Sometimes just acknowledging that you feel out of control is enough to get your brain to stop and realize it’s a bad idea to cling to a system that’s going to be too hard to maintain. Your processes should work naturally with your personality, with the way you do things innately, and they should never consume more resources when your goal is to try to leverage time!

Hitting the 1 Comma Club With The $1k Facebook Ad Test (Case Study With Tatiana’s Funnel Boards)

As the Voxer message came through, I braced myself for a panicked message.

After all, this is what happens nearly 100% of the time. No matter how many times I prepare and warn my mastermind clients about the feeling of dropping $1000 in 72 hours on ads, all my reassuring words of advice and logic fly right out the window once the ads have been live for 24 hours. I’ve come to expect it, and know that it’s just part of the process.

But this particular morning, I was pleasantly surprised when Tatiana’s message came in (she’s given permission to be featured in this post by the way)…

Believe it or not, this is NOT normal. Usually, it’s more like this…”WHY AREN’T PEOPLE BUYING MY PRODUCT YET?”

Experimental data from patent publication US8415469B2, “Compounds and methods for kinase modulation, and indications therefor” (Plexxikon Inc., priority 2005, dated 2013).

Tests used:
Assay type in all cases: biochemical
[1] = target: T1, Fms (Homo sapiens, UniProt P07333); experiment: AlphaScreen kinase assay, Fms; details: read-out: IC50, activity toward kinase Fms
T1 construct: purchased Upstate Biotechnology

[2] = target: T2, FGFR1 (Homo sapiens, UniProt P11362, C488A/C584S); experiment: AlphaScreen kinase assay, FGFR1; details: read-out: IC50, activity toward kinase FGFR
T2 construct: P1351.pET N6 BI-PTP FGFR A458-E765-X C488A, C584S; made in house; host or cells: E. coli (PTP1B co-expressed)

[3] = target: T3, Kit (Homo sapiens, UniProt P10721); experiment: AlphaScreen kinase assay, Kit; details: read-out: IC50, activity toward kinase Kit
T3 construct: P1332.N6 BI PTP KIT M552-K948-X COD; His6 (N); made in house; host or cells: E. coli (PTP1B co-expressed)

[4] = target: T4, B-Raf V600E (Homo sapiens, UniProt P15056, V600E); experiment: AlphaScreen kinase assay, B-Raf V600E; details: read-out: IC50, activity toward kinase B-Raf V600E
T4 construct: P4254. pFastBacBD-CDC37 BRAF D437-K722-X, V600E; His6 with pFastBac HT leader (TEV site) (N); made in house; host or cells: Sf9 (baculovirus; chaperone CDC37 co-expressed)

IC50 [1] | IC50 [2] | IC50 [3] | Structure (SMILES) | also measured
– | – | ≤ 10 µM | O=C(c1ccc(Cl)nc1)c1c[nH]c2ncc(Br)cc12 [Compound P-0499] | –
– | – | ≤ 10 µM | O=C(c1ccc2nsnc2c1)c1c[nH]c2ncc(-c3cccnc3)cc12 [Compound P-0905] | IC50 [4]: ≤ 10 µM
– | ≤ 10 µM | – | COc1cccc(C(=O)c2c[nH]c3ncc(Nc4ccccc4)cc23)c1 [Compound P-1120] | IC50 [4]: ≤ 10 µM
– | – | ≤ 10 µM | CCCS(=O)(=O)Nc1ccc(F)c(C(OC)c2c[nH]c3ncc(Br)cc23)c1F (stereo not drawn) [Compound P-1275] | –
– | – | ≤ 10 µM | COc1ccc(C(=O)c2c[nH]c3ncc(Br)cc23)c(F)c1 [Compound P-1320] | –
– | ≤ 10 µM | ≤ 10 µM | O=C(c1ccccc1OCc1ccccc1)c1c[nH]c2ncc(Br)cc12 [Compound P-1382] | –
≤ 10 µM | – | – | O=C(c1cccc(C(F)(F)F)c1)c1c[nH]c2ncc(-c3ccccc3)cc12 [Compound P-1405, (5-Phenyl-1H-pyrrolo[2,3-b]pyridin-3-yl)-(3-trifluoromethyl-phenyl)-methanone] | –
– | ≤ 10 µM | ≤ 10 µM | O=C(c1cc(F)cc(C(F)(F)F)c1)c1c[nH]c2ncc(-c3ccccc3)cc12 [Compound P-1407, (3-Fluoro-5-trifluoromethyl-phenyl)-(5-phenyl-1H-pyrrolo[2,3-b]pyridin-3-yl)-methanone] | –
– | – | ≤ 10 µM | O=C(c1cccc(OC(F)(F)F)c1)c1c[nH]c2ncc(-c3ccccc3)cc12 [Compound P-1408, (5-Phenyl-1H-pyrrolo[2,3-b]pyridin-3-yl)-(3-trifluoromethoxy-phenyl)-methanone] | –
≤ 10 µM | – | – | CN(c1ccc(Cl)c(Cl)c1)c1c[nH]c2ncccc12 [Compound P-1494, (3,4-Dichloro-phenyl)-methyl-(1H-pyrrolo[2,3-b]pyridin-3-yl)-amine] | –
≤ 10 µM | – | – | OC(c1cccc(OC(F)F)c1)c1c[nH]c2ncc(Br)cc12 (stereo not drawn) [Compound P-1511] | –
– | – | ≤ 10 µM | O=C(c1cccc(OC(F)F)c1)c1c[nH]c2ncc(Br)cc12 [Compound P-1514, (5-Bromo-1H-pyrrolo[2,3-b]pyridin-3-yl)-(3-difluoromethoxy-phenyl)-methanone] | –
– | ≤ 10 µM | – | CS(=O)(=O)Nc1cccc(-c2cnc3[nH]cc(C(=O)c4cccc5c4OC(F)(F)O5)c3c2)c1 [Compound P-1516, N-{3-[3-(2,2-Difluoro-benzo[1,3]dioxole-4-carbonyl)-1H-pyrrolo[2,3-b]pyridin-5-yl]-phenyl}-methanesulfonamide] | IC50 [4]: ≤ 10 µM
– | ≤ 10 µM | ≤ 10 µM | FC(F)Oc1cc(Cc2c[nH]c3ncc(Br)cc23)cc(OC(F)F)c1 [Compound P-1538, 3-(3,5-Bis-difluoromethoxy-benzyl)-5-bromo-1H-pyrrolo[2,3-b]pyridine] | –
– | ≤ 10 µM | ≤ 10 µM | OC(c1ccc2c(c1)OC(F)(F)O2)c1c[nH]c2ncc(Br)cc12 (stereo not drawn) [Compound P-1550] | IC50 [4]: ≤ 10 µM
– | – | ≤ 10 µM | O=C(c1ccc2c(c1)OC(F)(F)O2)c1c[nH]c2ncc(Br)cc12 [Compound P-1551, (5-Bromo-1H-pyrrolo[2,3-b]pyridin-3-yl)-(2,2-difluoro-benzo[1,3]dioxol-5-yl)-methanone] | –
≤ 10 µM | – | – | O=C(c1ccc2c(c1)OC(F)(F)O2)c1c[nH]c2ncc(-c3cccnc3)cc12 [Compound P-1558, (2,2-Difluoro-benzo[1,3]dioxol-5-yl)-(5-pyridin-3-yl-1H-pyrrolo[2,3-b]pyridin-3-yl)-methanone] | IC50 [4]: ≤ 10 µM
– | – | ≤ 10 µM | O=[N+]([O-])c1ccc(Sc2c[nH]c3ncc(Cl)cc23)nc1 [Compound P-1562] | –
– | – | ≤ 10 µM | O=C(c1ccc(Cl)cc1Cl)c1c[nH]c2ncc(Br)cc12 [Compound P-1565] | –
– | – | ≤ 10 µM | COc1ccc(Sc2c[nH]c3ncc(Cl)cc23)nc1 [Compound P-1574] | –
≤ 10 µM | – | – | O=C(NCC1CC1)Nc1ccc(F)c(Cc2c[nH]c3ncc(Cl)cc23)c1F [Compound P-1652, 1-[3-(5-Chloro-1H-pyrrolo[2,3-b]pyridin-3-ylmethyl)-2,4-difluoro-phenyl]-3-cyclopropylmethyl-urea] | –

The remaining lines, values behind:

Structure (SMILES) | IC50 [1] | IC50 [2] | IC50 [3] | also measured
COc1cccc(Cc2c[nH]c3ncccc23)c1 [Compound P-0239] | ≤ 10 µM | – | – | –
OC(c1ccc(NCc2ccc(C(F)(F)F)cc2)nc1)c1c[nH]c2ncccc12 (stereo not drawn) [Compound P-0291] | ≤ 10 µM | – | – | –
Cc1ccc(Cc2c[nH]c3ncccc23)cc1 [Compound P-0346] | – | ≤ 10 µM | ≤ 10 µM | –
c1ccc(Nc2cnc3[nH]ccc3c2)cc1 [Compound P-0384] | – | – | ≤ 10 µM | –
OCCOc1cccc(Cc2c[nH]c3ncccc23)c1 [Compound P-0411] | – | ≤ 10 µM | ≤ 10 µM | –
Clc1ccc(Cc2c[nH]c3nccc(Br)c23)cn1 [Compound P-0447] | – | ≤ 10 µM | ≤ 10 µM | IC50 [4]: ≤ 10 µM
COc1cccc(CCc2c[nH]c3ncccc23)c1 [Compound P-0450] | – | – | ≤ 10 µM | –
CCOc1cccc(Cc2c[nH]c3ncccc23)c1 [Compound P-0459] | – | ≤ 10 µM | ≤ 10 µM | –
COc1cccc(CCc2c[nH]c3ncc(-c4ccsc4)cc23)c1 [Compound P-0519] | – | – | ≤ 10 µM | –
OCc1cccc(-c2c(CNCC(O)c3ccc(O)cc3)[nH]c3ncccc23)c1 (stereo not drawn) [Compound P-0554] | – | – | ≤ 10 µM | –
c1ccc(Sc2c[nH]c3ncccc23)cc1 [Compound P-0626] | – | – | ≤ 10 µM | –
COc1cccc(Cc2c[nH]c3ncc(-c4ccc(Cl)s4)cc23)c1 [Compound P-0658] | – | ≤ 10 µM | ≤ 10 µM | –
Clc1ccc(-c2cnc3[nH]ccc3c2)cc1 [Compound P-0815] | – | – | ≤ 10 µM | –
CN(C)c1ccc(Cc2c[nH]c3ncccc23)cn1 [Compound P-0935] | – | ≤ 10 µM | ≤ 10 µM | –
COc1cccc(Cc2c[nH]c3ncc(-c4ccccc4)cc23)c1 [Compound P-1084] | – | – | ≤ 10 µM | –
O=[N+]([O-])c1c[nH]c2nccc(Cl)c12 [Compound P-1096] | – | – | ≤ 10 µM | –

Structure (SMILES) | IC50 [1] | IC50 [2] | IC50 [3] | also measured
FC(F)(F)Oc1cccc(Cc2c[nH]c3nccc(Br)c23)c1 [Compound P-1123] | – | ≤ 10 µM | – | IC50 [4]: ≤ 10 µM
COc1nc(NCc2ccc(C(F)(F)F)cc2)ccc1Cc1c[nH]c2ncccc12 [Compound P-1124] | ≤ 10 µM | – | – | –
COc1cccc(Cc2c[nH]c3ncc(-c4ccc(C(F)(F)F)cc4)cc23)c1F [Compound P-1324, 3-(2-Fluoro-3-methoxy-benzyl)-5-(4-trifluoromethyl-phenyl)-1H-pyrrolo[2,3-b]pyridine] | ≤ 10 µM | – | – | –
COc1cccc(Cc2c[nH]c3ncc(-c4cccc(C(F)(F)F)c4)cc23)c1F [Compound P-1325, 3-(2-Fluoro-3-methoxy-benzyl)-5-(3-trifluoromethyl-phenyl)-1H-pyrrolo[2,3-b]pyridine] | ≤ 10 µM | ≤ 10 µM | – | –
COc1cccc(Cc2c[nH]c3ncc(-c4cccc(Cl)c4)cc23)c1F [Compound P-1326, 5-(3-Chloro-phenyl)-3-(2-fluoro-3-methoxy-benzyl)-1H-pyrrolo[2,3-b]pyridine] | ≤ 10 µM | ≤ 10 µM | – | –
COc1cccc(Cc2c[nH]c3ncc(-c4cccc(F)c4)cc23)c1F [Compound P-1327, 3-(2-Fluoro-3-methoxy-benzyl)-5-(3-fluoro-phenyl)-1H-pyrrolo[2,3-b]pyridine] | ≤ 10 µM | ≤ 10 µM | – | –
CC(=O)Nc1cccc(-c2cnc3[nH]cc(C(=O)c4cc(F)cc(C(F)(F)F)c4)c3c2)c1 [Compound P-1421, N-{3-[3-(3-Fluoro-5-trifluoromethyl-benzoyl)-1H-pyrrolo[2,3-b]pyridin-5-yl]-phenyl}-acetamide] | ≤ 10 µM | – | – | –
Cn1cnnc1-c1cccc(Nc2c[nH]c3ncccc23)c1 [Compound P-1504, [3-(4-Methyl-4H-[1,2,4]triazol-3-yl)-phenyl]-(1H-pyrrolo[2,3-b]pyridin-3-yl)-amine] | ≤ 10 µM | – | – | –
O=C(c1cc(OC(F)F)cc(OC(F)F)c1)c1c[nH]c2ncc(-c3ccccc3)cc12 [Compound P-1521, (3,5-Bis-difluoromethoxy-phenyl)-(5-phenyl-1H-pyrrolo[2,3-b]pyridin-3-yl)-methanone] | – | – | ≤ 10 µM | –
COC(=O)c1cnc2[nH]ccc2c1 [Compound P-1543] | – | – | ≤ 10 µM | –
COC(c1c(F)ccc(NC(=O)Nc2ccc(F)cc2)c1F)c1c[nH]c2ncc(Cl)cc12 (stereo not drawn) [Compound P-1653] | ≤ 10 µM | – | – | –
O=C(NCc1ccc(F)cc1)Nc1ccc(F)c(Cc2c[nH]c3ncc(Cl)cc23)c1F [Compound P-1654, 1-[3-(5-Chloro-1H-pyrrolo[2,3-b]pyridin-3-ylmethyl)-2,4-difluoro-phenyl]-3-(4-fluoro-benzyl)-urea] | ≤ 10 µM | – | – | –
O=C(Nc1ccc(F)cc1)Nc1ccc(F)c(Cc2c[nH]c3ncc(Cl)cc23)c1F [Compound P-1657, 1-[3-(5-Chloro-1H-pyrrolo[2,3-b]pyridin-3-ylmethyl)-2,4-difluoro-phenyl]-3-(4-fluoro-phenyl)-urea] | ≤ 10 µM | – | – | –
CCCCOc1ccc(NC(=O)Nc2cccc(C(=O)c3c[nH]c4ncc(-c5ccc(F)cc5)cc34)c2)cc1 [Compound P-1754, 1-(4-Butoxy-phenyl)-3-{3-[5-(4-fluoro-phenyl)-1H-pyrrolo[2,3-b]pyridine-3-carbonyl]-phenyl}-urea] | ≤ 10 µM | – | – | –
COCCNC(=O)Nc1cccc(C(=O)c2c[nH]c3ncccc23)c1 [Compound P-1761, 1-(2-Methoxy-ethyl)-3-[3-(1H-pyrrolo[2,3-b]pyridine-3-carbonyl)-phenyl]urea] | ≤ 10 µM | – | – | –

I usually login to their account, pull up the stats and see something like:

  • Pageviews = 41
  • Sales = 0
  • Ad $$ Spent = $175

And then I begin my very calming reminder of why we wait 72 hours and $1000 before making ANY decisions about the funnel. By the way, if you haven’t listened to my podcast episode called “In Defense of my Controversial Facebook Ad Advice”  – you should listen. It goes into detail about my advice, why I give it, and what it produces when you do it that way.

But back to Tatiana…

She finally launched her funnel last week.

Important details to note:

  1. When my mastermind students want to launch something low ticket, I recommend a $27 to $37 front-end offer with NO lead magnet in front.
  2. Just a straight-up, GORGEOUS sales page (a la Funnel Gorgeous) to an offer that’s so juicy, I can’t even stand it.
  3. I make sure that their sales page checks off ALLLL the things on my sales page checklist (by the way, Tatiana’s is not complete by my standards yet, but I wanted to feature a real example, not a pretend perfect one).
  4. Once that’s done, I make sure there is an order bump and at least one OTO (I like the order bumps between $12-$37 and the OTO between $77-$97).
  5. Then, after testing and all that blah blah blah, we start the Facebook Ad Test.

What is The Facebook Ad Test?